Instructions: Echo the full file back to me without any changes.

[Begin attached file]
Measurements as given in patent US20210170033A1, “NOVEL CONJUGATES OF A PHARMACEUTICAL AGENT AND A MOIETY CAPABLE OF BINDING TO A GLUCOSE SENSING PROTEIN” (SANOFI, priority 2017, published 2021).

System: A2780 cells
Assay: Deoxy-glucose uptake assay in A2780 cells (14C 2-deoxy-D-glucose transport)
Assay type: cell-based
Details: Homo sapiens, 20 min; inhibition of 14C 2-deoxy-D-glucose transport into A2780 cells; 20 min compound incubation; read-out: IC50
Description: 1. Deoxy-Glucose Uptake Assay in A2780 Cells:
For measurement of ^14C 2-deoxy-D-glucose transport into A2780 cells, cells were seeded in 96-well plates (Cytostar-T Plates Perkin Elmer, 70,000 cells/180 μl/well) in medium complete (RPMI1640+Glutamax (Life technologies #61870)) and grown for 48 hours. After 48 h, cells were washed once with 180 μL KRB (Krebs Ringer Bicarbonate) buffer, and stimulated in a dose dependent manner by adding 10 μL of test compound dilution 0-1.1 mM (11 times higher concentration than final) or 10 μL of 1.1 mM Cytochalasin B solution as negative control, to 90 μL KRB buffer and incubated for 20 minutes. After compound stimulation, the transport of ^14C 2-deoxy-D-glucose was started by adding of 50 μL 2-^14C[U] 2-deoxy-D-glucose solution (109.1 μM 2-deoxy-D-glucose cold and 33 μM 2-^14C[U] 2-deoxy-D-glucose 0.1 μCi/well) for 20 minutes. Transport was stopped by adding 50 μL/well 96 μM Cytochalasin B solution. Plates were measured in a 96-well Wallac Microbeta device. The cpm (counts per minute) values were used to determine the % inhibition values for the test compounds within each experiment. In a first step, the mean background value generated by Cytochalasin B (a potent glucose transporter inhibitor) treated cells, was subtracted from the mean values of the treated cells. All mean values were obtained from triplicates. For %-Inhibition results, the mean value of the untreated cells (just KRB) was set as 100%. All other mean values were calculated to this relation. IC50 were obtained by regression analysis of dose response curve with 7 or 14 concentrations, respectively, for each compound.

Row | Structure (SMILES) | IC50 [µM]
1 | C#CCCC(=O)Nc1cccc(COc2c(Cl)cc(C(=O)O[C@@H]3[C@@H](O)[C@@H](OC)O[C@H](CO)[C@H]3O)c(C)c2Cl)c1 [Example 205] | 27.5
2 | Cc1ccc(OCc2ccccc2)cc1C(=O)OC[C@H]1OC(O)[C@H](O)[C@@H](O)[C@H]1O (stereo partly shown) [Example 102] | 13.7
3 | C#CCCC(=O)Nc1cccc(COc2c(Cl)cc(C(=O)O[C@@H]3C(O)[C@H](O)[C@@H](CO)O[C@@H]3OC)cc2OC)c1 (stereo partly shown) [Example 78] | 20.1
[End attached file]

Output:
Measurements as given in patent US20210170033A1, “NOVEL CONJUGATES OF A PHARMACEUTICAL AGENT AND A MOIETY CAPABLE OF BINDING TO A GLUCOSE SENSING PROTEIN” (SANOFI, priority 2017, published 2021).

System: A2780 cells
Assay: Deoxy-glucose uptake assay in A2780 cells (14C 2-deoxy-D-glucose transport)
Assay type: cell-based
Details: Homo sapiens, 20 min; inhibition of 14C 2-deoxy-D-glucose transport into A2780 cells; 20 min compound incubation; read-out: IC50
Description: 1. Deoxy-Glucose Uptake Assay in A2780 Cells:
For measurement of ^14C 2-deoxy-D-glucose transport into A2780 cells, cells were seeded in 96-well plates (Cytostar-T Plates Perkin Elmer, 70,000 cells/180 μl/well) in medium complete (RPMI1640+Glutamax (Life technologies #61870)) and grown for 48 hours. After 48 h, cells were washed once with 180 μL KRB (Krebs Ringer Bicarbonate) buffer, and stimulated in a dose dependent manner by adding 10 μL of test compound dilution 0-1.1 mM (11 times higher concentration than final) or 10 μL of 1.1 mM Cytochalasin B solution as negative control, to 90 μL KRB buffer and incubated for 20 minutes. After compound stimulation, the transport of ^14C 2-deoxy-D-glucose was started by adding of 50 μL 2-^14C[U] 2-deoxy-D-glucose solution (109.1 μM 2-deoxy-D-glucose cold and 33 μM 2-^14C[U] 2-deoxy-D-glucose 0.1 μCi/well) for 20 minutes. Transport was stopped by adding 50 μL/well 96 μM Cytochalasin B solution. Plates were measured in a 96-well Wallac Microbeta device. The cpm (counts per minute) values were used to determine the % inhibition values for the test compounds within each experiment. In a first step, the mean background value generated by Cytochalasin B (a potent glucose transporter inhibitor) treated cells, was subtracted from the mean values of the treated cells. All mean values were obtained from triplicates. For %-Inhibition results, the mean value of the untreated cells (just KRB) was set as 100%. All other mean values were calculated to this relation. IC50 were obtained by regression analysis of dose response curve with 7 or 14 concentrations, respectively, for each compound.

Row | Structure (SMILES) | IC50 [µM]
1 | C#CCCC(=O)Nc1cccc(COc2c(Cl)cc(C(=O)O[C@@H]3[C@@H](O)[C@@H](OC)O[C@H](CO)[C@H]3O)c(C)c2Cl)c1 [Example 205] | 27.5
2 | Cc1ccc(OCc2ccccc2)cc1C(=O)OC[C@H]1OC(O)[C@H](O)[C@@H](O)[C@H]1O (stereo partly shown) [Example 102] | 13.7
3 | C#CCCC(=O)Nc1cccc(COc2c(Cl)cc(C(=O)O[C@@H]3C(O)[C@H](O)[C@@H](CO)O[C@@H]3OC)cc2OC)c1 (stereo partly shown) [Example 78] | 20.1